Thursday, April 29, 2010

Configuring FortiGate appliances

The recent FortiOS 4.0 MR2 release adds sFlow support to Fortinet's FortiGate® appliances.

The following commands configure a FortiGate appliance to sample packets at 1-in-512, poll counters every 30 seconds and send sFlow to an analyzer ( over UDP using the default sFlow port (6343):

config system sflow
   set collector-ip
   set collector-port 6343

Then for each interface:

config sys interface
       set sflow-sampler enable
       set sample-rate 512
       set sample-direction both
       set polling-interval 30

A previous posting discussed the selection of sampling rates. Additional information can be found on the Fortinet web site.

See Trying out sFlow for suggestions on getting started with sFlow monitoring and reporting.

Sunday, April 18, 2010

Cluster performance

Convergence simplifies the data center by connecting flexible pools of storage and computation using a high-speed switched Ethernet fabric. Scale-out computing and storage solutions provide a way to efficiently exploit the resources within a converged data center to deliver scalable services. Scale-out architectures make use of clusters of systems to deliver services. Systems can be added and removed from the cluster to increase and decrease capacity to match demand. Converged data centers make it easy to assign systems to clusters and move systems between clusters as demand changes, increasing efficiency and flexibility. Examples of scale-out computing include: web farms, Hadoop/Map-Reduce clusters, NAS/iSCSI storage clusters and memcached clusters.

The performance of a cluster depends on the performance of the systems in the cluster and the network that connects them. Monitoring cluster performance requires a scalable monitoring solution that integrates network and system monitoring. Most switch vendors support the sFlow standard for network performance monitoring. Host sFlow extends visibility to include server performance, providing the integrated, scalable view of network and system performance needed to manage a converged network and the service clusters that it contains.

The image above shows the performance of a cluster of 1,000 servers. The charts trend combined measurements from all the servers to give a picture of the overall performance of the cluster. The charts simplify management by treating the cluster as if it were a single server with 8,000 processors, 16 terabytes of memory and 1 terabits/second of network bandwidth.

The sFlow analyzer has a real-time view of the performance of all the servers in the cluster and can easily combine the data to generate these charts. If problems are detected with the overall cluster performance, it is easy to drill-down to the individual servers and identify the source of the problem (see Top servers).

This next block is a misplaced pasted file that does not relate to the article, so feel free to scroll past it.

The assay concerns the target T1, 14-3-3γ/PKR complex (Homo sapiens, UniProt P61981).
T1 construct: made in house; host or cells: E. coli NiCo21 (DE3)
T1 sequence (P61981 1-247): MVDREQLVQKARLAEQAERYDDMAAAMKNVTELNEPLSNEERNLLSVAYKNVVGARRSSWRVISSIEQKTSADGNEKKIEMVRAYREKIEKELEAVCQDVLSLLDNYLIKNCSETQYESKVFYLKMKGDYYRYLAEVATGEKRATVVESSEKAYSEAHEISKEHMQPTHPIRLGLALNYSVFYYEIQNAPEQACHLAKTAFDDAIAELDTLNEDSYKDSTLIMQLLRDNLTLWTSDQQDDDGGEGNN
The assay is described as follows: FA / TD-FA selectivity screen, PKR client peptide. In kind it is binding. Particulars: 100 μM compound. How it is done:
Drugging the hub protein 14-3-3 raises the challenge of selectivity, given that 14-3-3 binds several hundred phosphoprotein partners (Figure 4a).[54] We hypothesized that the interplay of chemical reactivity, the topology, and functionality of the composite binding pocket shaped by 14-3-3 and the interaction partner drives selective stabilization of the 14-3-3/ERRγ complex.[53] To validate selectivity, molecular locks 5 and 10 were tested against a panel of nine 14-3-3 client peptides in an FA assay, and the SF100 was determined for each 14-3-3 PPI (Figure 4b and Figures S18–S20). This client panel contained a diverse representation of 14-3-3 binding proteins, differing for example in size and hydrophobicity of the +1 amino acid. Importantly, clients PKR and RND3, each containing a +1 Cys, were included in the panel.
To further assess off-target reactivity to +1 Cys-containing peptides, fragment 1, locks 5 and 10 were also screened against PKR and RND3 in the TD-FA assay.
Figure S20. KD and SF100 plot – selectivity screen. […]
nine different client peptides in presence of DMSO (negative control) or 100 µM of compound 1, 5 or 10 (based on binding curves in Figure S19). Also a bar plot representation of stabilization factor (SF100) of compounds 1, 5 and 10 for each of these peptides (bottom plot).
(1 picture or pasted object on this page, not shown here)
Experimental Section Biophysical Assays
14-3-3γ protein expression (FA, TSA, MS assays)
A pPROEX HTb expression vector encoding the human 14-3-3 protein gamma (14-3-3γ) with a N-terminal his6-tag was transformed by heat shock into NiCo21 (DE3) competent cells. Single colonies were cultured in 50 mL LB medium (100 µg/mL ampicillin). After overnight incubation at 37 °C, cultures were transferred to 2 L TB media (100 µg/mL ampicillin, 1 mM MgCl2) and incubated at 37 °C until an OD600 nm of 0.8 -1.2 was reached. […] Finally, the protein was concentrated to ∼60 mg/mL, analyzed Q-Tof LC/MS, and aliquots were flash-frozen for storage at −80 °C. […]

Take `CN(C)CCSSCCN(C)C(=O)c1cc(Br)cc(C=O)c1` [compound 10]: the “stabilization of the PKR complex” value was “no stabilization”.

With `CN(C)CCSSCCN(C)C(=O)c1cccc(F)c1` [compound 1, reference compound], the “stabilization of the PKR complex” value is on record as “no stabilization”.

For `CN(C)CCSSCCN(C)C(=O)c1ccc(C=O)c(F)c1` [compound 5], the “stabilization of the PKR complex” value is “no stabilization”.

The traffic visibility from the switches provides context for the cluster performance metrics, identifying the clients making use of cluster services and the back end resources that the cluster depends on. The chart above shows total network activity for the cluster using sFlow data from all the switches (see Hybrid server monitoring). The chart provides a combined view of cluster network activity, integrating data from all switch ports (6,000) to generate a chart that represents the total cluster network activity (see Choosing an sFlow analyzer).

In this case, it is easy to see that the cluster is making heavy use of NFS storage (provided by an NFS scale-out storage array) and that the overall network traffic is dominated by storage traffic (see Networked storage).  The cluster-wide network and server performance charts make it easy to see correlation between metrics. In this case it is apparent that the NFS traffic is strongly correlated with system swapping activity in the cluster.

Performance management in a converged data center requires a converged approach to data center visibility (see Management silos). The sFlow architecture delivers a centralized, real-time view of performance across all the networking, storage and computing elements in the data center, offering visibility at all levels, from individual components, to scale-out clusters, to the entire data center.

Saturday, April 10, 2010

Top servers

The image above shows the output of the Linux "top" command. Each row in the table corresponds to a process and the values in the row indicate how much of the system resources (memory and CPU) are consumed by the process. Sorting the table quickly identifies the top consumers of system resources.

Identifying "top" processes is a staple of system management and most operating systems have a tool that displays a sorted table of processes (e.g. Unix top, Windows Task Manager, OS X Activity Monitor).